I have no idea if they could afford additional care as I don't really know how they spend their income.

iamsoannoyed Sun 01-Jun-14 00:03:16


You are right- MIL says he's like a lost sheep when he's not working. Doesn't know what to do with himself! She says it better when he's not under her feet. Oh well, as long as they are both content and able, it's up to them how they spend their time.

Your idea of a carer is another good suggestion and I will look into it. I suspect that full-time carers/assistant would cost more than the farm worker though. I know from work that the kind of care (and not forgetting the fact that extra childcare would be needed too) is very expensive, but I think we have to look at all the options to make the best decision for everyone.

WestmorlandSausage Sun 01-Jun-14 00:22:11

thats why I said personal assistant rather than carer.

The local authority can assess taking into account childcare needs. and respite needs for BIL They will allocate a personal budget (which BIL and SIL may have to contribute towards depending on their income, but no more than they can afford) they can choose to have this budget as a direct payment. They can use this direct payment to employ someone to be a personal assistant to SIL. This can be anyone who doesn't already live with her so could be a friend, a relative etc. The budget can be used to meet whatever her assessed needs are, including meeting her needs as a parent with a disability.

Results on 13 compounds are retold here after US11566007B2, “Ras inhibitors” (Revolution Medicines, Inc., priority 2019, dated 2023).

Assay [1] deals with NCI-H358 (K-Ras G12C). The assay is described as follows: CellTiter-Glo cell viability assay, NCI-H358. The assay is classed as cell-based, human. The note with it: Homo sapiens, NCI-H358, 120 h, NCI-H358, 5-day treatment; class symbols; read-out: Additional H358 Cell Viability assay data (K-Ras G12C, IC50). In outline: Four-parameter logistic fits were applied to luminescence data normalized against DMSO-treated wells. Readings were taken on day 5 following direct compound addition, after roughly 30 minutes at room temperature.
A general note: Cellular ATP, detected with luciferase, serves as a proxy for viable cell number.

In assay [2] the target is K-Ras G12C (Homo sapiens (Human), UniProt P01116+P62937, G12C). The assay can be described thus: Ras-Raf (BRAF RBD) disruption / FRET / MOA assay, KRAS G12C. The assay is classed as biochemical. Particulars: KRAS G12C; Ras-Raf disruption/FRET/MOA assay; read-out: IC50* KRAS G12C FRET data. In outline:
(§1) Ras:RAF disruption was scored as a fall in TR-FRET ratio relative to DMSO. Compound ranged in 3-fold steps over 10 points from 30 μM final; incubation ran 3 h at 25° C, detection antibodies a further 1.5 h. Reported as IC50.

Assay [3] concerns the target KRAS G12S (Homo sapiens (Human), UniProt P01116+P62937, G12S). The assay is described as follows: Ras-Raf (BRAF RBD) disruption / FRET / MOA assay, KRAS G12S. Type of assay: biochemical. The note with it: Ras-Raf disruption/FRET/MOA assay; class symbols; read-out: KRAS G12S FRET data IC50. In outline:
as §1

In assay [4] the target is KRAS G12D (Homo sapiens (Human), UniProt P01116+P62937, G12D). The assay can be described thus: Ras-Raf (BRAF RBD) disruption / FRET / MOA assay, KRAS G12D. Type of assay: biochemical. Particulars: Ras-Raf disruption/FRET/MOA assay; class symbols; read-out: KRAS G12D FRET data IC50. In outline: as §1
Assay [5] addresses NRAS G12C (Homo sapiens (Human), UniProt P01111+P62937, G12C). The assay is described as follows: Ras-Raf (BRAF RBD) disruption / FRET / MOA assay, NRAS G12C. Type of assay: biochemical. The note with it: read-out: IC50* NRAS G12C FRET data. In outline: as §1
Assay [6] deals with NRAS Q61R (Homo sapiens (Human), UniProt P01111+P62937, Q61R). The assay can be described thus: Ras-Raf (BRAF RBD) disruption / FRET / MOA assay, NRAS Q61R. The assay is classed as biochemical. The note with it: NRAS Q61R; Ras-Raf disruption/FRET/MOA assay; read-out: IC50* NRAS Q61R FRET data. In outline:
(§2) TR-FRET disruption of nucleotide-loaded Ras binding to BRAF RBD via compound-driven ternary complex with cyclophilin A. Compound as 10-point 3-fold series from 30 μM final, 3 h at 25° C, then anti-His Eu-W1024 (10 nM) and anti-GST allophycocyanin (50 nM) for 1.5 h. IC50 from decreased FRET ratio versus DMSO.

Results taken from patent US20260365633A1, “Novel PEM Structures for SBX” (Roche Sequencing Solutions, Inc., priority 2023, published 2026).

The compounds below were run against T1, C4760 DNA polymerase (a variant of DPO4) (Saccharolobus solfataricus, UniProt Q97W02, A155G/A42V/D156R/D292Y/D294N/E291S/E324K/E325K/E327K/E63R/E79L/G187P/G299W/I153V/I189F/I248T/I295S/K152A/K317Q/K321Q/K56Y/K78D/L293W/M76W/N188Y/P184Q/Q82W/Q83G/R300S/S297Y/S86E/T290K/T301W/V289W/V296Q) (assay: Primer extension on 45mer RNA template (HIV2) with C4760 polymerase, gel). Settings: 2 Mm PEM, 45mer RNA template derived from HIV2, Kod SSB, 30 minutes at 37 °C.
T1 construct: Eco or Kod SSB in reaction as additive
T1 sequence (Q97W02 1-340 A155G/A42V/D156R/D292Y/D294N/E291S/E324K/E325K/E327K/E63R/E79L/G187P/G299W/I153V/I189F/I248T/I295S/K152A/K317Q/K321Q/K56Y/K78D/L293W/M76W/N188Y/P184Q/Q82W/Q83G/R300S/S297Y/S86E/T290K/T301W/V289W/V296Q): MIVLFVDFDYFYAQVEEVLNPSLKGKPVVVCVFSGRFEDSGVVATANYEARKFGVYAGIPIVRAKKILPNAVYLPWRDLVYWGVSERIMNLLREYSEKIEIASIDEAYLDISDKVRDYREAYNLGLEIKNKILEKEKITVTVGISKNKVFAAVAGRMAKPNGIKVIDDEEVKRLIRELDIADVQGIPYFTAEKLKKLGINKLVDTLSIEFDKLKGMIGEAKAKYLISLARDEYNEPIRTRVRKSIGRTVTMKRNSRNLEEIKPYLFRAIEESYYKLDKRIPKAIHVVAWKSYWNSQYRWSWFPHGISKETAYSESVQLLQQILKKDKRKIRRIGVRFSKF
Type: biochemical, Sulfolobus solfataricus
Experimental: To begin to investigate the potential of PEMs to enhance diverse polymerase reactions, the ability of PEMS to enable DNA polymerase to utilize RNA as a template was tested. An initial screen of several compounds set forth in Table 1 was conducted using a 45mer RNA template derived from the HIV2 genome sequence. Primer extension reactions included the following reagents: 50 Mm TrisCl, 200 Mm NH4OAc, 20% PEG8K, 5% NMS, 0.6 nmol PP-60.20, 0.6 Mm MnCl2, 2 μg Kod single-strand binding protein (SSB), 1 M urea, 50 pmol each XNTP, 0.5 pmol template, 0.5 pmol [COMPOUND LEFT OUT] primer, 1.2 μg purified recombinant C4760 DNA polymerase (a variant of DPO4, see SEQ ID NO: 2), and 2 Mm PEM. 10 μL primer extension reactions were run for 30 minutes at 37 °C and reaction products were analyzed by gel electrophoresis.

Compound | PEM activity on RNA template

RABI can also be very helpful but are better with equipment/ respite rather than care.

YANBU, why should your family unit suffer and your DH work himself into the ground. While it is not either your BIL or SIL's fault they are in this situation it is not fair of them to let it have such a negative impact upon you. Quite simply it is not your DH's responsibility to cover for his brother indefinitely.

How do you think BIL would respond if FIL gave him an ultimatum? Either hire some extra help for the farm or make alternative arrangements for home i.e SIL and DC's care. I would put the point to him what would he do if he wasn't self employed with family to help, would he quit work? Hire a nanny a nurse? ect.

He needs to be forced to consider the long term and be made to understand the current situation is not sustainable.

This situation will not get better, I think if you don't make a stand now your DH will be looking after the place solo permanently.

wafflyversatile Sun 01-Jun-14 01:06:42

I agree that you should get outside advice.

However between your DH and FIL they have 2/3 of the farm and can surely outvote your BIL? Although I appreciate this could cause a lot of ill feeling.

MS isn't going to get better so something in place while your FIL is still around would be good. Does MIL still own a 1/3 if FIL dies?